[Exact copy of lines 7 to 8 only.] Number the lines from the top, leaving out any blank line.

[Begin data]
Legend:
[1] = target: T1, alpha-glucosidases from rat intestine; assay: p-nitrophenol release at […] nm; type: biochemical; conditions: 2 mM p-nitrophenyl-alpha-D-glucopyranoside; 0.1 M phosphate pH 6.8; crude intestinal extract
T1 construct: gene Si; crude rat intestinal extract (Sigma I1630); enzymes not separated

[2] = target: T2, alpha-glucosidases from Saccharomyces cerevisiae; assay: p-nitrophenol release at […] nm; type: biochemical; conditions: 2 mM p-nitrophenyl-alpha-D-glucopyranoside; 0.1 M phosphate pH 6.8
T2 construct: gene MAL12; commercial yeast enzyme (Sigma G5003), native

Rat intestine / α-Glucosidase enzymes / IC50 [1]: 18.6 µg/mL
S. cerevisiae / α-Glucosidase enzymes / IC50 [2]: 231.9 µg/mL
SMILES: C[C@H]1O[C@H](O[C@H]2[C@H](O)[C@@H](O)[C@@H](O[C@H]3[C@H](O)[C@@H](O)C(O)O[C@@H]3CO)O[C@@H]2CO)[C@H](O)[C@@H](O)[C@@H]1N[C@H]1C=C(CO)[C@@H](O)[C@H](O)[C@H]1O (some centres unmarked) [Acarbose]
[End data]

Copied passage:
S. cerevisiae / α-Glucosidase enzymes / IC50 [2]: 231.9 µg/mL
SMILES: C[C@H]1O[C@H](O[C@H]2[C@H](O)[C@@H](O)[C@@H](O[C@H]3[C@H](O)[C@@H](O)C(O)O[C@@H]3CO)O[C@@H]2CO)[C@H](O)[C@@H](O)[C@@H]1N[C@H]1C=C(CO)[C@@H](O)[C@H](O)[C@H]1O (some centres unmarked) [Acarbose]